This lemony flavored grass has a hot and spicy
surprise waiting underground. The blanched white end of each stalk of Lemon
Grass adds a sharp lemon tang to soups and stir
fries and is an essential ingredient in many Asian dishes. After a good size clump of
Lemon Grass has developed, pieces can be broken off at the base of the clump for cooking.
And, while we don't cook with the coarse leaves, they do make
great sun tea. Just a word of caution though, when you work around your lemon grass
plants, be sure to wear long sleeves because the blades of the Lemon Grass
plant are extremely sharp and can
slice you to ribbons. Also make sure to remove any blades from food. These can
get stuck in the throat and cause extreme discomfort.
Lemon Grass is a tender plant and
should be protected or brought in where winters go below 10 degrees. It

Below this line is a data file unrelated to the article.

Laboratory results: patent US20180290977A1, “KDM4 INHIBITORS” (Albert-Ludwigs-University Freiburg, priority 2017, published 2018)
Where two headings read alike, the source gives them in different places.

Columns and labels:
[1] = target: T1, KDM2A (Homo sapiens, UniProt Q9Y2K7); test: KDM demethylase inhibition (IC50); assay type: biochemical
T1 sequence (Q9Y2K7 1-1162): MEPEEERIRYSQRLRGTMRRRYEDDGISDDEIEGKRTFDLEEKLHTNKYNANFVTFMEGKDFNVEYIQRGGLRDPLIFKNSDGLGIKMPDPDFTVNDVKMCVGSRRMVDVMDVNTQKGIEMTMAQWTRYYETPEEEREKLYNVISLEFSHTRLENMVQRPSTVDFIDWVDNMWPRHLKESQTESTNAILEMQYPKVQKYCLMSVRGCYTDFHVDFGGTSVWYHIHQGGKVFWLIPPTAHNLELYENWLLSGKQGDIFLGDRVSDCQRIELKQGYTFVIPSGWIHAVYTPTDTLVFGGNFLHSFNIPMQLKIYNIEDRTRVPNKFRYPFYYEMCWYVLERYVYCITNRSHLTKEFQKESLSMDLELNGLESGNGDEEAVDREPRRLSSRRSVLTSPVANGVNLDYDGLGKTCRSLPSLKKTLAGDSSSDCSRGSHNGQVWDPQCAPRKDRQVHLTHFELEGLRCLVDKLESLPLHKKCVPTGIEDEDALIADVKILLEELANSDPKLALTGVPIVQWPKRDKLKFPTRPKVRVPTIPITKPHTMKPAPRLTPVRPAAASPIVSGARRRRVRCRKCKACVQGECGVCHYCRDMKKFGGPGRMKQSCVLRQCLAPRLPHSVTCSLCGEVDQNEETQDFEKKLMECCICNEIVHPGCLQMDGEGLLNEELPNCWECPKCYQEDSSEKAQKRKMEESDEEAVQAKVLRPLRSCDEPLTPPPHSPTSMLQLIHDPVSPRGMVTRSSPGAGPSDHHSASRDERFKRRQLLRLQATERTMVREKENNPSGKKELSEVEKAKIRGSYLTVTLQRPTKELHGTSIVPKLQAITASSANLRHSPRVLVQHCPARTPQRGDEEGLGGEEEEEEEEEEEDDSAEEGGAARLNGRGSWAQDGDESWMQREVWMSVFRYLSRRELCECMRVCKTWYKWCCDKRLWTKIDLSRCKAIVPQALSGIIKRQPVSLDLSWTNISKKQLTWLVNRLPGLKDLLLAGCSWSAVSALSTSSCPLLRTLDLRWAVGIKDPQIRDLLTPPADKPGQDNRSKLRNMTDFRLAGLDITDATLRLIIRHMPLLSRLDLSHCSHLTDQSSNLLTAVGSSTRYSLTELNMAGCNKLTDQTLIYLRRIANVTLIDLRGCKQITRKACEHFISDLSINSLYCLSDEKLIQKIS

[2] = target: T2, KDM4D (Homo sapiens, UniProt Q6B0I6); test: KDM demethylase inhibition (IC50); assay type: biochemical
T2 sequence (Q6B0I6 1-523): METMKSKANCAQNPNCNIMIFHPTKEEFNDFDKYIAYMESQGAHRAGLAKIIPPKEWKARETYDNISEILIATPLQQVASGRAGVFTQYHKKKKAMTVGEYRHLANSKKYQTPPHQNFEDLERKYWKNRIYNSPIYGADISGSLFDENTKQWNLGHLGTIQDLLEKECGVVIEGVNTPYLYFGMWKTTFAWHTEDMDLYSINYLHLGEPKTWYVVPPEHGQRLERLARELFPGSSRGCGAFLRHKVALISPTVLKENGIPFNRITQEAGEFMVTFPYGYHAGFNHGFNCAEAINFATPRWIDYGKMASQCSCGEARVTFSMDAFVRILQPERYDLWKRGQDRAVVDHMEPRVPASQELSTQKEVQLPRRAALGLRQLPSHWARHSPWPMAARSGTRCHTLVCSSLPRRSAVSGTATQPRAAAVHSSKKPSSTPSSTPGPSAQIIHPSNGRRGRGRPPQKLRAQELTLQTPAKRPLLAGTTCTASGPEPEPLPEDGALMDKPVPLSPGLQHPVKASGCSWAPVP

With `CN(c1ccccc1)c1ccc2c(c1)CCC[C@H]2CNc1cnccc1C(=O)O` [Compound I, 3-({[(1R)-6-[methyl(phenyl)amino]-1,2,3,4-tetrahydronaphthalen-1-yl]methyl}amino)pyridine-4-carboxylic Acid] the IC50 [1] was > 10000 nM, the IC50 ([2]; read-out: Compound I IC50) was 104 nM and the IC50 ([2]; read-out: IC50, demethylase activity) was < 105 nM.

likes full sun and very warm summers. It will go dormant in the winter but
should not be cut back until it warms up in spring. The dead grass helps to
protect it from the cold. If you don't use your Lemon Grass fast enough,
you will want to divide and replant when the plant gets two feet or
so in diameter.
True Lemon Grass cannot be grown
from a seed. It is always propagated by division. Seeds sold as Lemon Grass
are actually a different species which never makes the white fleshy part of
the stem used in cooking. This seeded variety is Cymbopogan flexuosus.
Closely related to Lemon Grass, but not used for cooking, is
Citronella Grass, Cymbopogan nardus. This is
the commercial source for Citronella Oil.
Lemon Grass is one of the six plants chosen
to be in our Biblical
Herb Garden and in our
Zone 9 Tea Herb Garden.